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Ichigaya Hachiman Shrine, No. 41 in One Hundred Famous Views of Edo

Utagawa Hiroshige (Ando)

Asian Art

Ichigaya Hachiman Shrine was not as culturally lofty as this image suggests. Within the shrine precinct itself was located a theater and numerous tea stalls, and the bustling street was known throughout Japan for the prostitutes who plied their trade there.

lchigaya Hachiman was located at the western edge of a long bluff that in the Edo period was one of the estates of the Tokugawa family of Owari (Nagoya), and a watchtower and part of the outer barrack walls of the Owari mansion can be seen at the upper left. It was there that the novelist Mishima Yukio performed his dramatic ritual suicide in 1970.

This print is one of three in the series that have been ascribed to Hiroshige II.

MEDIUM Woodblock print
  • Place Made: Japan
  • DATES 10th month of 1858
    PERIOD Edo Period, Ansei Era
    DIMENSIONS 14 3/16 x 9 5/16in. (36 x 23.7cm) Sheet: 14 3/16 x 9 5/16 in. (36 x 23.7 cm) Image: 13 1/4 x 8 3/4 in. (33.6 x 22.2 cm)  (show scale)
    MARKINGS Publisher: Shitaya Uo Ei
    SIGNATURE Hiroshige-ga
    COLLECTIONS Asian Art
    MUSEUM LOCATION This item is not on view
    ACCESSION NUMBER 30.1478.41
    CREDIT LINE Gift of Anna Ferris
    RIGHTS STATEMENT No known copyright restrictions
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    CAPTION Utagawa Hiroshige (Ando) (Japanese, 1797-1858). Ichigaya Hachiman Shrine, No. 41 in One Hundred Famous Views of Edo, 10th month of 1858. Woodblock print, 14 3/16 x 9 5/16in. (36 x 23.7cm). Brooklyn Museum, Gift of Anna Ferris, 30.1478.41
    IMAGE overall, 30.1478.41_PS1.jpg. Brooklyn Museum photograph, 2006
    "CUR" at the beginning of an image file name means that the image was created by a curatorial staff member. These study images may be digital point-and-shoot photographs, when we don\'t yet have high-quality studio photography, or they may be scans of older negatives, slides, or photographic prints, providing historical documentation of the object.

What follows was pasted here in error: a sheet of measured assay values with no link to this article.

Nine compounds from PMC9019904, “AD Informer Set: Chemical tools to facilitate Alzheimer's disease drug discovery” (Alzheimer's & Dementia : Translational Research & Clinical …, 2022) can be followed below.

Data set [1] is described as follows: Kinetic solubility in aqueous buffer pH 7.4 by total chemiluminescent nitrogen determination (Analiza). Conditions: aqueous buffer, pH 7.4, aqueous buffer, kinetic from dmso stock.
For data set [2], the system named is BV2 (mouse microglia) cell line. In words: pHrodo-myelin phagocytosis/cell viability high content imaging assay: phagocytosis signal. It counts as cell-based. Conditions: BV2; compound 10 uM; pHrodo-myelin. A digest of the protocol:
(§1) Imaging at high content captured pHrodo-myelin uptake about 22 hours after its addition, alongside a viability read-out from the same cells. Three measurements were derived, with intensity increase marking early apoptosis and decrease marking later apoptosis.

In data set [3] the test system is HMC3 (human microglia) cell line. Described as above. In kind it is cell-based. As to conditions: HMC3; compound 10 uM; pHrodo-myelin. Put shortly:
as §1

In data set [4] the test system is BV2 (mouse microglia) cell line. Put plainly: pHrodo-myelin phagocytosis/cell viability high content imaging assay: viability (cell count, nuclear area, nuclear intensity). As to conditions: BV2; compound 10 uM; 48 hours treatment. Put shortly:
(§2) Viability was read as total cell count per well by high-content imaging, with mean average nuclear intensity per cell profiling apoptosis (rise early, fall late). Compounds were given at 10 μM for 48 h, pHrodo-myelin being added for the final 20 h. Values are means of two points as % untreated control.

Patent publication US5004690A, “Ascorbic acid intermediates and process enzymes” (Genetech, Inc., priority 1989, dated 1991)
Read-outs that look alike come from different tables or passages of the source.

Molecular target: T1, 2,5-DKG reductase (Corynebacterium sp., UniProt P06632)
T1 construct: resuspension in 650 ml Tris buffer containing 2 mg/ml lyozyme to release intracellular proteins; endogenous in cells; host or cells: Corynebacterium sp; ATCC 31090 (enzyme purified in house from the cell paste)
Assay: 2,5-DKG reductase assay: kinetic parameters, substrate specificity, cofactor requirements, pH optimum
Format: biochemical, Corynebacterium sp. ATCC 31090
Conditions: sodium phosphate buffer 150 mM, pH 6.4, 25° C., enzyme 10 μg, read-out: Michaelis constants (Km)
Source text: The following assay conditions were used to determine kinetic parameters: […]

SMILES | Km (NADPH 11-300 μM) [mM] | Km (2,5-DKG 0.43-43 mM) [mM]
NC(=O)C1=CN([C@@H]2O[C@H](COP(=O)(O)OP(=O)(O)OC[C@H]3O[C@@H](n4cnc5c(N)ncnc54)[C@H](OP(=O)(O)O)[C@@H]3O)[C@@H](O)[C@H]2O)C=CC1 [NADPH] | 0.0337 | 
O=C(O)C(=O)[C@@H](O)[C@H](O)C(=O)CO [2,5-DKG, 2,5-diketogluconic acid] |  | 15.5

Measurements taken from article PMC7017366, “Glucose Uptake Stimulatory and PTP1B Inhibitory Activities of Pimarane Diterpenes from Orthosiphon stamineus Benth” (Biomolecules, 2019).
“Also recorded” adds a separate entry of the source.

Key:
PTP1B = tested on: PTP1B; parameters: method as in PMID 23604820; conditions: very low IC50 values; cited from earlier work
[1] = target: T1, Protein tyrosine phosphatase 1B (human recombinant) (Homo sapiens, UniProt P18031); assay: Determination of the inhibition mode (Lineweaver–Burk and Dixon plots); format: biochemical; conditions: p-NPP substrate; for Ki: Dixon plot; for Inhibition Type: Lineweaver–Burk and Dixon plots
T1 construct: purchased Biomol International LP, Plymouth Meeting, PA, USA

CATALOGUE DESCRIPTION Scene looks down on the Outer Moat of Edo Castle outside Ichigaya Gate (which is today Ichigaya station). In the street below there are tea stalls and various types of entertainment. Ichigaya was known throughout Edo for the prostitutes who plied their trade here, according to one 18th-century source). Above, behind a red gate and dark "torii" at the head of a steep stone stairway, are the red buildings of Ichigaya Hachiman Shrine. The red and yellow bordered cloud bands suggest a sense of distance and an aura of power around the shrine. The small yellow-roofed, lantern-lined pavilion, on the right, below the main shrine building, was one of the tea stalls, just outside the theater, located within the shrine precincts. In the Edo Period, Ichigaya Hachiman was one of the estates of the Tokugawa family of Owari (Nagoya). In the upper left there is a watchtower and part of the barrack walls of the Owari mansion, which became the Military Academy of the Japanese Army in the Meiji Period and at present are the barracks of the Self-Defense Force. It was here that the novelist Mishima Yukio performed his dramatic seppuku in 1970.
    RECORD COMPLETENESS Best (86%)
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